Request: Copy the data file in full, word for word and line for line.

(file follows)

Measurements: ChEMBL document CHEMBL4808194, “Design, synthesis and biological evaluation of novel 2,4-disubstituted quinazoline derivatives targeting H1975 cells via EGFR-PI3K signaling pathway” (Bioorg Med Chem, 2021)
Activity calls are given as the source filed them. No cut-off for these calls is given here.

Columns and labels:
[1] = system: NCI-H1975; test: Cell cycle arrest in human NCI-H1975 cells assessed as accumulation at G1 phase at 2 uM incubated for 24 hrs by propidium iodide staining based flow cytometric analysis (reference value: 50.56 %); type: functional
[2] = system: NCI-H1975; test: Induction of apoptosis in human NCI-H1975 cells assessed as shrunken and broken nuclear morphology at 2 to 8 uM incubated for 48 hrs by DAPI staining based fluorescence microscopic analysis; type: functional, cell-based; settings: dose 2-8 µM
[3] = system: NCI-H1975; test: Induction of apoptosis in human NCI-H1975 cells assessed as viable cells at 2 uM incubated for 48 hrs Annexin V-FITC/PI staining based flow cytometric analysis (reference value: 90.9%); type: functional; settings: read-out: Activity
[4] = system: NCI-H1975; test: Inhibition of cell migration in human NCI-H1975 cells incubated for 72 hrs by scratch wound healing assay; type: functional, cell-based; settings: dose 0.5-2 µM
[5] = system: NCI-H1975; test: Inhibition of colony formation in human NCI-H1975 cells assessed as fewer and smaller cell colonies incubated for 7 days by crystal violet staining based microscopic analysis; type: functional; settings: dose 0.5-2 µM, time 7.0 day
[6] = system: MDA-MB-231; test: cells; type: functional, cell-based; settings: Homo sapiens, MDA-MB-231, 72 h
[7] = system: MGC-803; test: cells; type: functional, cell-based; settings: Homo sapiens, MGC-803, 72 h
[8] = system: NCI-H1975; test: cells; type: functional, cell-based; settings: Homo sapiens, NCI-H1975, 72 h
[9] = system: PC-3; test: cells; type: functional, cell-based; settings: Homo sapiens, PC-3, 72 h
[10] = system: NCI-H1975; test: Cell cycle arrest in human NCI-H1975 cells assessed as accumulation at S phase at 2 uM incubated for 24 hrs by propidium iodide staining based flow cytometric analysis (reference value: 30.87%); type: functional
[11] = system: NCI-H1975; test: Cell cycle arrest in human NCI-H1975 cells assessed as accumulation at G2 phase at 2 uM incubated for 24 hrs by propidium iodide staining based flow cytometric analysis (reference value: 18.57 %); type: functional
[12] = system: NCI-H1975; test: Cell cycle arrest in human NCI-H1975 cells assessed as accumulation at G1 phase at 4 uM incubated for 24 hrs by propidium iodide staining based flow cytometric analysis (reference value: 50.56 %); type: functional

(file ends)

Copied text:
Measurements: ChEMBL document CHEMBL4808194, “Design, synthesis and biological evaluation of novel 2,4-disubstituted quinazoline derivatives targeting H1975 cells via EGFR-PI3K signaling pathway” (Bioorg Med Chem, 2021)
Activity calls are given as the source filed them. No cut-off for these calls is given here.

Columns and labels:
[1] = system: NCI-H1975; test: Cell cycle arrest in human NCI-H1975 cells assessed as accumulation at G1 phase at 2 uM incubated for 24 hrs by propidium iodide staining based flow cytometric analysis (reference value: 50.56 %); type: functional
[2] = system: NCI-H1975; test: Induction of apoptosis in human NCI-H1975 cells assessed as shrunken and broken nuclear morphology at 2 to 8 uM incubated for 48 hrs by DAPI staining based fluorescence microscopic analysis; type: functional, cell-based; settings: dose 2-8 µM
[3] = system: NCI-H1975; test: Induction of apoptosis in human NCI-H1975 cells assessed as viable cells at 2 uM incubated for 48 hrs Annexin V-FITC/PI staining based flow cytometric analysis (reference value: 90.9%); type: functional; settings: read-out: Activity
[4] = system: NCI-H1975; test: Inhibition of cell migration in human NCI-H1975 cells incubated for 72 hrs by scratch wound healing assay; type: functional, cell-based; settings: dose 0.5-2 µM
[5] = system: NCI-H1975; test: Inhibition of colony formation in human NCI-H1975 cells assessed as fewer and smaller cell colonies incubated for 7 days by crystal violet staining based microscopic analysis; type: functional; settings: dose 0.5-2 µM, time 7.0 day
[6] = system: MDA-MB-231; test: cells; type: functional, cell-based; settings: Homo sapiens, MDA-MB-231, 72 h
[7] = system: MGC-803; test: cells; type: functional, cell-based; settings: Homo sapiens, MGC-803, 72 h
[8] = system: NCI-H1975; test: cells; type: functional, cell-based; settings: Homo sapiens, NCI-H1975, 72 h
[9] = system: PC-3; test: cells; type: functional, cell-based; settings: Homo sapiens, PC-3, 72 h
[10] = system: NCI-H1975; test: Cell cycle arrest in human NCI-H1975 cells assessed as accumulation at S phase at 2 uM incubated for 24 hrs by propidium iodide staining based flow cytometric analysis (reference value: 30.87%); type: functional
[11] = system: NCI-H1975; test: Cell cycle arrest in human NCI-H1975 cells assessed as accumulation at G2 phase at 2 uM incubated for 24 hrs by propidium iodide staining based flow cytometric analysis (reference value: 18.57 %); type: functional
[12] = system: NCI-H1975; test: Cell cycle arrest in human NCI-H1975 cells assessed as accumulation at G1 phase at 4 uM incubated for 24 hrs by propidium iodide staining based flow cytometric analysis (reference value: 50.56 %); type: functional